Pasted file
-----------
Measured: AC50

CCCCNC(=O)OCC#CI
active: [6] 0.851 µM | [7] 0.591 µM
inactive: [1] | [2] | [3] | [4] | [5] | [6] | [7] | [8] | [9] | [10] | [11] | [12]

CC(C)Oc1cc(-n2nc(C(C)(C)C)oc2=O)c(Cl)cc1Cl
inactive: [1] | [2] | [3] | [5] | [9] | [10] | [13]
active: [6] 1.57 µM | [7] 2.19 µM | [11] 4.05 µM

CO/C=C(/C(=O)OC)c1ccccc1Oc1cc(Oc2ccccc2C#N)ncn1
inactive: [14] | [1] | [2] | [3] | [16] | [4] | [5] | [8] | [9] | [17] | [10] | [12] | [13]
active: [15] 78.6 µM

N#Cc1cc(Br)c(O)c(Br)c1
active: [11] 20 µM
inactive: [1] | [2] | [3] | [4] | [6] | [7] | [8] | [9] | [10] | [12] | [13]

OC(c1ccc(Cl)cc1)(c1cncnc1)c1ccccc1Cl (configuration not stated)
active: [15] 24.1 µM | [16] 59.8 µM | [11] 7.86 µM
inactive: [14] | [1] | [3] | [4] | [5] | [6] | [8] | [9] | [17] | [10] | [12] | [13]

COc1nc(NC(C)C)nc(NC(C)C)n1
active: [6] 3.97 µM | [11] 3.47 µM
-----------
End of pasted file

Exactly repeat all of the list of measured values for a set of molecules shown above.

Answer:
Measured: AC50

CCCCNC(=O)OCC#CI
active: [6] 0.851 µM | [7] 0.591 µM
inactive: [1] | [2] | [3] | [4] | [5] | [6] | [7] | [8] | [9] | [10] | [11] | [12]

CC(C)Oc1cc(-n2nc(C(C)(C)C)oc2=O)c(Cl)cc1Cl
inactive: [1] | [2] | [3] | [5] | [9] | [10] | [13]
active: [6] 1.57 µM | [7] 2.19 µM | [11] 4.05 µM

CO/C=C(/C(=O)OC)c1ccccc1Oc1cc(Oc2ccccc2C#N)ncn1
inactive: [14] | [1] | [2] | [3] | [16] | [4] | [5] | [8] | [9] | [17] | [10] | [12] | [13]
active: [15] 78.6 µM

N#Cc1cc(Br)c(O)c(Br)c1
active: [11] 20 µM
inactive: [1] | [2] | [3] | [4] | [6] | [7] | [8] | [9] | [10] | [12] | [13]

OC(c1ccc(Cl)cc1)(c1cncnc1)c1ccccc1Cl (configuration not stated)
active: [15] 24.1 µM | [16] 59.8 µM | [11] 7.86 µM
inactive: [14] | [1] | [3] | [4] | [5] | [6] | [8] | [9] | [17] | [10] | [12] | [13]

COc1nc(NC(C)C)nc(NC(C)C)n1
active: [6] 3.97 µM | [11] 3.47 µM